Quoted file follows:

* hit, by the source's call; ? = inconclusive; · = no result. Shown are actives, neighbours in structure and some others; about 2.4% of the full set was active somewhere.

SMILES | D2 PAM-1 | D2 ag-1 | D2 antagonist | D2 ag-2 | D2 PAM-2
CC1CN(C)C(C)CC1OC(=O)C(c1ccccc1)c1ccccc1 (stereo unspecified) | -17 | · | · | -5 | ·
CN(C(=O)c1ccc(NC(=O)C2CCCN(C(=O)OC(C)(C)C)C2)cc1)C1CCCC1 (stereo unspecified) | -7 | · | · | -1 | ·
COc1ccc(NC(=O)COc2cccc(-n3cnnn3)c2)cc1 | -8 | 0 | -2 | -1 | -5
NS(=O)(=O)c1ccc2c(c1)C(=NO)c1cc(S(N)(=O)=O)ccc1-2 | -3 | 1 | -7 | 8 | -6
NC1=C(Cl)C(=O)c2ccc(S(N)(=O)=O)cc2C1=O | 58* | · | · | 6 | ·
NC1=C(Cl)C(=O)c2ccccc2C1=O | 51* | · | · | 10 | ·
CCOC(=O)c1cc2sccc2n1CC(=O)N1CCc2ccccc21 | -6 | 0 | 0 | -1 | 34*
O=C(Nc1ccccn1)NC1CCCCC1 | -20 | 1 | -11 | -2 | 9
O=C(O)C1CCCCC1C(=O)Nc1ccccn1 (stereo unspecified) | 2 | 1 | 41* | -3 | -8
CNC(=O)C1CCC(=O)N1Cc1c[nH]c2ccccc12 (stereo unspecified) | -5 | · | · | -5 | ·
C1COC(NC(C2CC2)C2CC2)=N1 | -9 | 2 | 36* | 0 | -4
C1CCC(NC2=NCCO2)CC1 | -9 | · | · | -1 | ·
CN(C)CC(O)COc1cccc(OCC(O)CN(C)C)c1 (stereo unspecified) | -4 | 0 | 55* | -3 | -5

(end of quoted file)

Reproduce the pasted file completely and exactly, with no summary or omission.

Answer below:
* hit, by the source's call; ? = inconclusive; · = no result. Shown are actives, neighbours in structure and some others; about 2.4% of the full set was active somewhere.

SMILES | D2 PAM-1 | D2 ag-1 | D2 antagonist | D2 ag-2 | D2 PAM-2
CC1CN(C)C(C)CC1OC(=O)C(c1ccccc1)c1ccccc1 (stereo unspecified) | -17 | · | · | -5 | ·
CN(C(=O)c1ccc(NC(=O)C2CCCN(C(=O)OC(C)(C)C)C2)cc1)C1CCCC1 (stereo unspecified) | -7 | · | · | -1 | ·
COc1ccc(NC(=O)COc2cccc(-n3cnnn3)c2)cc1 | -8 | 0 | -2 | -1 | -5
NS(=O)(=O)c1ccc2c(c1)C(=NO)c1cc(S(N)(=O)=O)ccc1-2 | -3 | 1 | -7 | 8 | -6
NC1=C(Cl)C(=O)c2ccc(S(N)(=O)=O)cc2C1=O | 58* | · | · | 6 | ·
NC1=C(Cl)C(=O)c2ccccc2C1=O | 51* | · | · | 10 | ·
CCOC(=O)c1cc2sccc2n1CC(=O)N1CCc2ccccc21 | -6 | 0 | 0 | -1 | 34*
O=C(Nc1ccccn1)NC1CCCCC1 | -20 | 1 | -11 | -2 | 9
O=C(O)C1CCCCC1C(=O)Nc1ccccn1 (stereo unspecified) | 2 | 1 | 41* | -3 | -8
CNC(=O)C1CCC(=O)N1Cc1c[nH]c2ccccc12 (stereo unspecified) | -5 | · | · | -5 | ·
C1COC(NC(C2CC2)C2CC2)=N1 | -9 | 2 | 36* | 0 | -4
C1CCC(NC2=NCCO2)CC1 | -9 | · | · | -1 | ·
CN(C)CC(O)COc1cccc(OCC(O)CN(C)C)c1 (stereo unspecified) | -4 | 0 | 55* | -3 | -5